Ag West owner Steve Knuth has said he wouldn’t have moved his thriving ag commodities business to Holdrege from Harlan County if it weren’t for the work of PCDC. His company continues to grow and has expanded from the original 14 employees to beyond 35 employees.

Black left PCDC to work for the Nebraska Department of Economic Development in 2006, and Monica Boyken took over as the new director.

She continued to build a relationship with Ag West, and the company constructed its current headquarters in 2012 at 415 4th Ave. in Holdrege, which was the former site of the Tower Motel and Lounge.

PCDC assisted Ag West with a low-interest loan and also later provided loan assistance to Orscheln Farm & Home to build its new store next to Ag West. What once was a dilapidating area of Holdrege now boasts modern and eye-pleasing buildings thanks to the work of PCDC.

“A hotel that didn’t have the greatest of reputations used to occupy that space,” Boyken said. “Now, its home to two new businesses. That has been a huge change that has been very visible to most people.”

Iron Horse Business & Industrial Park

Black said that in the early years of PCDC, it became clear that PCDC needed an industrial site.

“Working on a potential site for an ethanol plant reinforced the need for acreage for future development in control of PCDC to allow for speedier responses to requests for proposals,” she said.

During Boyken’s time at PCDC, securing land for future development became a priority. After seven years of work, PCDC purchased 134 acres on the west edge of Holdrege to secure a place for current business expansion or future new businesses. It was named the Iron Horse Business & Industry Park.

Also under Boyken’s direction, PCDC started the high-demand jobs scholarships in cooperation with the Phelps County Community Foundation. In the first five years, $124,000 in scholarships have been awarded to 49 students. Many of those students have already returned to work and live in Phelps County.

Other Successes

Original PCDC Board Member John Boehler said the development of the business park was a major success.

“If you don’t have that, companies don’t even look at you,” he said.

He also praised the work PCDC has done retaining current businesses, such as Almand Bros./Briggs & Stratton and BD, and the work PCDC has done to support businesses in improving their storefronts and downtown revitalization. PCDC partnered with the chamber to support recent downtown Holdrege revitalization efforts and has provided dozens of exterior improvement grants to businesses across the county.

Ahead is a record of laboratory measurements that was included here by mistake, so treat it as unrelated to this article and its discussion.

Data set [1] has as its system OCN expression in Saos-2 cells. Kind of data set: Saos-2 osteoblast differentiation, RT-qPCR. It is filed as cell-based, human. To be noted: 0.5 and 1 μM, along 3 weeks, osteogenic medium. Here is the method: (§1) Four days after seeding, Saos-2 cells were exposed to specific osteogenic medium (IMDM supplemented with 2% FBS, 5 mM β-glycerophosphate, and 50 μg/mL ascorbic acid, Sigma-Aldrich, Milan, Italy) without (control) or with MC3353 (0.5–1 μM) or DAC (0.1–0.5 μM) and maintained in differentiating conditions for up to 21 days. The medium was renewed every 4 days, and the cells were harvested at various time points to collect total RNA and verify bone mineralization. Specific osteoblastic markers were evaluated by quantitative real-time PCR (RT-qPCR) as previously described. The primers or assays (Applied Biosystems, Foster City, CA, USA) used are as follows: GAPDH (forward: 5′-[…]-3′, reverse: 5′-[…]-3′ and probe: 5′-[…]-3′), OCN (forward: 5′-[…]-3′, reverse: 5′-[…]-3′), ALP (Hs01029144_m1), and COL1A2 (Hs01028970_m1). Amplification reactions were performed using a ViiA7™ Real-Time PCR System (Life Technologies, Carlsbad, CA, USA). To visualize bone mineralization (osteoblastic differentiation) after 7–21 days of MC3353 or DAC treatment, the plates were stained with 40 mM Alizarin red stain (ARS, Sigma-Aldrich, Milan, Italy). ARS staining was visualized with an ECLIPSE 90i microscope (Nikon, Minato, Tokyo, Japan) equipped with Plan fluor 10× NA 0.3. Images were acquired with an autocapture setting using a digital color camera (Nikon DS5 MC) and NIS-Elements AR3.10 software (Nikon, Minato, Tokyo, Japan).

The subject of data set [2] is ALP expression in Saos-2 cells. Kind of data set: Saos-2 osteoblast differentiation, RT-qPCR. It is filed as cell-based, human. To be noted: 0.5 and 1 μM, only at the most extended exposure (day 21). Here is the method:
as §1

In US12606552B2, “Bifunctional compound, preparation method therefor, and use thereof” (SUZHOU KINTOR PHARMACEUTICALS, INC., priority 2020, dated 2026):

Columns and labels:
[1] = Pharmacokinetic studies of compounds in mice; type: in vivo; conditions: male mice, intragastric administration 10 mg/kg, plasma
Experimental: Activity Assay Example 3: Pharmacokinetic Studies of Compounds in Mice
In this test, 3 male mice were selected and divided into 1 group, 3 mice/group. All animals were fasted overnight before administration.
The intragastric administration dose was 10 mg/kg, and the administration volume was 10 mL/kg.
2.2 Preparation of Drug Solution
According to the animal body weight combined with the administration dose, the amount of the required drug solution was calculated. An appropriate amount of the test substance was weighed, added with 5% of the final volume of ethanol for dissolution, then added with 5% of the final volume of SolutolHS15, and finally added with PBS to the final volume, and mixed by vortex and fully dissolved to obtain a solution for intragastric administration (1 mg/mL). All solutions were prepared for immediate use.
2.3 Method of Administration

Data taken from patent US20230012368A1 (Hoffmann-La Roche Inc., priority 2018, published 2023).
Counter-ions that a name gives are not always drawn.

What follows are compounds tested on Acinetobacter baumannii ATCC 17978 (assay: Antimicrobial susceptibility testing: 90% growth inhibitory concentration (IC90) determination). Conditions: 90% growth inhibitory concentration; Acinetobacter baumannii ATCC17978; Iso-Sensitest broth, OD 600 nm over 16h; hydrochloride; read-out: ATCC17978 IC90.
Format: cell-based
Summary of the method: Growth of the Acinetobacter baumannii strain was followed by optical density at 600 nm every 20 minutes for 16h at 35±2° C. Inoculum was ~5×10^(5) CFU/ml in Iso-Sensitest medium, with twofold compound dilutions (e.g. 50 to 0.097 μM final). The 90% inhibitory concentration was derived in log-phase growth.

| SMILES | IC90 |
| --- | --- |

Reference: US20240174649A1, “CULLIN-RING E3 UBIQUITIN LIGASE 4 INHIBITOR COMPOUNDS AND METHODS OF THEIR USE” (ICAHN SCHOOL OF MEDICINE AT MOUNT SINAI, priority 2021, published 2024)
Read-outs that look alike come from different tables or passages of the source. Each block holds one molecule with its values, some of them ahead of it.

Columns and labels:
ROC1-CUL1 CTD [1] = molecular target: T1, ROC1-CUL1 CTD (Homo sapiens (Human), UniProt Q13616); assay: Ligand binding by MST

Under the direction of current PCDC Executive Director Ron Tillery, who started in 2016, the downtown improvements continue with the DREAM program that provides major loans to encourage business owners to renovate downtown buildings.

“It just really helps with appearances and first impressions,” Boehler said of the façade grants and loans. People are more likely to move here if you have a good-looking downtown and community.”

Tillery has also emphasized the development of workforce housing and has encouraged multiple families to move to Holdrege with GO! Home programs, including down payment assistance and renter relocation assistance.

A Bright Future Because of PCDC

McCormick said the revolving loan fund that started in the beginning days of PCDC with the help of Roger Allmand has also been an important part of the work done by PCDC. The loan provides low-interest loans and has helped dozens of local businesses, including the renovation of the Holdrege Sun Theater.

“I think there’s no question that PCDC has added some vibrancy to our community and our downtown,” McCormick said. “They are working on quite challenging issues, and I think they are doing a great job.”

Black said without PCDC, Phelps County would lack its reputation as a positive place to live and work.

“Officials at the state and beyond know and want to work with those communities and places that demonstrate the willingness to get things done,” she said. “Having an entity to pull together the players and orchestrate the dance keeps the momentum going. I can tell you, those communities without a strong economic development entity struggle to maintain momentum and energy to move forward as volunteers have their 'real jobs' and lose focus at times.”

Rehm said the future is looking bright for Phelps County, and the fun is just beginning as the seeds for success have been planted, and PCDC is moving forward with a “well-connected” director.

“I think right now around economic development circles, as they look around Nebraska, Phelps County is kind of hot spot right now,” Rehm said. “They know we are serious about it. They are taking a look at Phelps County a lot.”

Important Milestone in PCDC History


  • August 10: First meeting of newly organized PCDC.  Articles of Incorporation and Bylaws drafted. Executive board approved.